Google, Meta, Microsoft, OpenAI
By January, ChatGPT had become the fastest-growing web app ever, offering anyone with a browser access to one of the most powerful neural networks ever built. We were dazzled and disturbed.
And that was only the start. In February, Microsoft and Google revealed rival plans to combine chatbots with search—plans that reimagined our daily interactions with the internet.
Early demos weren’t great. Microsoft’s Bing Chat went off the rails, quick to churn out nonsense. Google’s Bard was caught making a factual error in its promo pitch. But the genie wasn’t going back in its bottle, no matter how weird it was.
Microsoft and Google have since moved beyond search to put chatbot-based assistants into the hands of billions of people via their office software. The tech promises to summarize emails and meetings; draft reports and replies; generate whole slide decks—titles, bullet points, and pictures—in seconds.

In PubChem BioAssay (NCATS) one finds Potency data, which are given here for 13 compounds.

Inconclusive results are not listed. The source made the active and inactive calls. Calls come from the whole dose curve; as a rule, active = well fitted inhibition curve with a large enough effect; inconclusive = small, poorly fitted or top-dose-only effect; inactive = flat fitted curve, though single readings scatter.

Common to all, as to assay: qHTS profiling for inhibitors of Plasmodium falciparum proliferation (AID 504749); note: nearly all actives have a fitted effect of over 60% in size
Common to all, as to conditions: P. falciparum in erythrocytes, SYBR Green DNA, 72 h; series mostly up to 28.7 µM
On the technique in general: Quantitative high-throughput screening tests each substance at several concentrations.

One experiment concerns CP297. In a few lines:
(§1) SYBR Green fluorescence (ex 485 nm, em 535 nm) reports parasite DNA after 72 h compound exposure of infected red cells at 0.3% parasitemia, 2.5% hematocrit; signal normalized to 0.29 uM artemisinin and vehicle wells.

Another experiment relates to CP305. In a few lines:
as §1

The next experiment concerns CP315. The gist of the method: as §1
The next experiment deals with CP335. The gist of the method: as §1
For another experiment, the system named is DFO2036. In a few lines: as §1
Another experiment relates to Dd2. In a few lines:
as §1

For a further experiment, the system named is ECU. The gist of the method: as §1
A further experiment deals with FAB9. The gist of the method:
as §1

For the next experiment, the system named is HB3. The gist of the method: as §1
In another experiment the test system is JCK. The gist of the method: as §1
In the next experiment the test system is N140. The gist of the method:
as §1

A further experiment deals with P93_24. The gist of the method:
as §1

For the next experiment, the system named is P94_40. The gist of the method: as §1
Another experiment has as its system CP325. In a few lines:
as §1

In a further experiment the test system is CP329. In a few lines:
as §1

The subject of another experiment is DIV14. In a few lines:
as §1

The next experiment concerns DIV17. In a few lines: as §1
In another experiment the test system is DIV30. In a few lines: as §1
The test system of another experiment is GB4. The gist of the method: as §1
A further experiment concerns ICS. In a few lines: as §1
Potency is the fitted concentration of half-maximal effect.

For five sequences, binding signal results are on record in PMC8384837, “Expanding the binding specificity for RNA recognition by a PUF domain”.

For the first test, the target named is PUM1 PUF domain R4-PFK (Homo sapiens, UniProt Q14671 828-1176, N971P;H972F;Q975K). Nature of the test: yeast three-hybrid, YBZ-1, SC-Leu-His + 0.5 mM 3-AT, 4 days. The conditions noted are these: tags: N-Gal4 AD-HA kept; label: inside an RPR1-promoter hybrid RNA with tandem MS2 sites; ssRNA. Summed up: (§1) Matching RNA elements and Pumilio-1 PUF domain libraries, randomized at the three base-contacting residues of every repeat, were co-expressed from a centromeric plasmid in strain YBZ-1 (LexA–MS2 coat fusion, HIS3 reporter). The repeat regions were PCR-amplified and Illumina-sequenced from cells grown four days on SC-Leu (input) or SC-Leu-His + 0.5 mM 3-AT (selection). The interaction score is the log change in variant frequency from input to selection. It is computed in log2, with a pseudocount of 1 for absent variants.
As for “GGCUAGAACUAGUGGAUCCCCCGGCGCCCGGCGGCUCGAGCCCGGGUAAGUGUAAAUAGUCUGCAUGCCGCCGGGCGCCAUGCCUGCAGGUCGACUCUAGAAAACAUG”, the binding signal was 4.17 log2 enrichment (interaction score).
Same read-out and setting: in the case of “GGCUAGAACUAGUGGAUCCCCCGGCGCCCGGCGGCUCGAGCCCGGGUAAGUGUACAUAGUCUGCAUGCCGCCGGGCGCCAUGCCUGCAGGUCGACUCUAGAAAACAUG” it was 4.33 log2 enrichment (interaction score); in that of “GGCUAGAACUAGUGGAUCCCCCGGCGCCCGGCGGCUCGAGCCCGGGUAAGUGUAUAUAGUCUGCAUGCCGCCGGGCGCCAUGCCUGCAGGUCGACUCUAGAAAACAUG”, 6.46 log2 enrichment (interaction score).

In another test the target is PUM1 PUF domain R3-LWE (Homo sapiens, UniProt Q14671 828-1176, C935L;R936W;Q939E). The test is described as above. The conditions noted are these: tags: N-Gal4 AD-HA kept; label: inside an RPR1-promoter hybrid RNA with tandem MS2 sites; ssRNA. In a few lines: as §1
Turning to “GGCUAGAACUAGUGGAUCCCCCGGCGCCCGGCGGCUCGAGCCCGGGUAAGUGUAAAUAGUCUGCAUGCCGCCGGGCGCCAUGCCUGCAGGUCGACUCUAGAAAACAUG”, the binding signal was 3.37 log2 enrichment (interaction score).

Microsoft and Meta released image-making models that let users generate shareable images of anything with a click. Cue a nonstop stream of zany mash-ups—and dozens of posts about Mickey Mouse and SpongeBob SquarePants flying a plane into the Twin Towers.
Google’s new phones now use AI to let you edit photos to a degree never seen before, exchanging sad faces for happy ones and overcast afternoons for perfect sunsets.
Never has such radical new technology gone from experimental prototype to consumer product so fast and at such scale. What’s clear is that we haven’t even begun to make sense of it all, let alone reckon with its impact.
Is the shine coming off? Maybe. With each release, the astonishing becomes more mundane. But 2023’s legacy is clear: billions have now looked AI in the face. Now we need to figure out exactly what’s looking back.
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Deploying high-performance, energy-efficient AI
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